August: We felt for docs caught up in the politics of anti-pot ads
The Harper government asked the mainstream groups representing Canadian doctors—the College of Family Physicians of Canada, Canadian Medical Association and Royal College of Physicians and Surgeons of Canada—to lend their imprimaturs to federal ads warning young people about the dangers of marijuana. In fact, many physicians rightly worry about the effects of grass on growing brains. But the history of the Conservatives on anti-drug ads is fraught. Previous campaigns have seemed more directed at reminding voting parents about the Tories’ anti-drug stance than having a practical impact on their kids’ health. As well, the timing of the new ads seemed to dovetail suspiciously with Harper’s hard-hitting assaults on Trudeau’s legalized-and-regulate proposal on pot. So the docs didn’t sign on. And the ads proved dubious.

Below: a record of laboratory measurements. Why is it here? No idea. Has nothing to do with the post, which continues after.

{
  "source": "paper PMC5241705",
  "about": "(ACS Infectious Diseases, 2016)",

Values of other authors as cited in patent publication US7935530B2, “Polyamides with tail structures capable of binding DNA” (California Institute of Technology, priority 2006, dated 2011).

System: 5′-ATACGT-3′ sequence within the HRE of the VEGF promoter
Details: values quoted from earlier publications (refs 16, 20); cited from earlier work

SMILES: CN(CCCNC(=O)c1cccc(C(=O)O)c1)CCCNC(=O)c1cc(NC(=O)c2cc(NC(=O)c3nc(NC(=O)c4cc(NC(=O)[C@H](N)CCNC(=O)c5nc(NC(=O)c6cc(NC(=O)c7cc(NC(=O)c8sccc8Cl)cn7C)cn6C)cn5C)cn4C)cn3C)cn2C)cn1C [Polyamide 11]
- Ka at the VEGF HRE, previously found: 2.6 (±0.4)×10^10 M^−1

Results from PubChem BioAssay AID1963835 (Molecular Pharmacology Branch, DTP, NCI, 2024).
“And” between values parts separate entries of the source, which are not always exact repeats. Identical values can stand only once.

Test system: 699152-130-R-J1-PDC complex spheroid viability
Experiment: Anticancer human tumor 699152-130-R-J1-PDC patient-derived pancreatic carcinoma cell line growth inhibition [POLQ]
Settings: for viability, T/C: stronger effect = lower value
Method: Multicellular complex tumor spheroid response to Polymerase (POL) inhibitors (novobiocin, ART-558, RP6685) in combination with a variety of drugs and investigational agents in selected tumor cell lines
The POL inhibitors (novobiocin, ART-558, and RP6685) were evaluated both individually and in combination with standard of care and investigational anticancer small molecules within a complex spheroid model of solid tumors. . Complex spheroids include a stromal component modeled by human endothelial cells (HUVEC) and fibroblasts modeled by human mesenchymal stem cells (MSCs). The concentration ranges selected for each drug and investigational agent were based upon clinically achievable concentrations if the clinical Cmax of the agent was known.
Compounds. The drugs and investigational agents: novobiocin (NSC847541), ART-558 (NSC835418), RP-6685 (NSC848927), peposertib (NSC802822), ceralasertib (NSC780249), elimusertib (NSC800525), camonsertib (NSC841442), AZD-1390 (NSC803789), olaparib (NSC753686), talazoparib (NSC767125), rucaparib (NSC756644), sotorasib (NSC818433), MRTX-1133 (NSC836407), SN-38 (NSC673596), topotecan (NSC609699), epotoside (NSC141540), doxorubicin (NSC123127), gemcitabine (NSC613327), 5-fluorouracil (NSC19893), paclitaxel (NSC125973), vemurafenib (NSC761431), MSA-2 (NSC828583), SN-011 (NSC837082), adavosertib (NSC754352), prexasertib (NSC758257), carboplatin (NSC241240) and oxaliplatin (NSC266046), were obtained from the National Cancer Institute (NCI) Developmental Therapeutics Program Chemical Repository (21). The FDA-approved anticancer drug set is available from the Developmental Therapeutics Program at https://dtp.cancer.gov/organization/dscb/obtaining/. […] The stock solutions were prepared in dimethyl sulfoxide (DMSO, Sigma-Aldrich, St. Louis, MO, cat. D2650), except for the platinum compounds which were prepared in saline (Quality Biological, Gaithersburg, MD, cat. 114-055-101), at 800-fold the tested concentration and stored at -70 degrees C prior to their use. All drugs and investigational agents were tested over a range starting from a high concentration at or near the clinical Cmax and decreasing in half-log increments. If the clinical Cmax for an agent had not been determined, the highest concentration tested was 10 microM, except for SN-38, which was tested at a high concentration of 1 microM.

September: We suspected a limited military mission might lead to more
Almost from the moment Harper announced he was sending several dozen Canadian Forces special operations troops to northern Iraq, to help train Kurdish soldiers fight ISIS terrorists, his government’s open-ended way of talking about the commitment suggested that this wouldn’t be the end of it. “We could never undertake any mission if we were worried about mission creep,” said Foreign Minister John Baird. Indeed, the following month Harper would send CF-18s to bomb Islamic State targets; both Mulcair and Trudeau would oppose the airstrikes. At the end of 2014, the real effect of the roles Canada had taken on in the chaotic Middle East was hard to measure. But the consensus view among pundits and pollsters was that Harper’s image had benefited from his resolute anti-terrorist talk.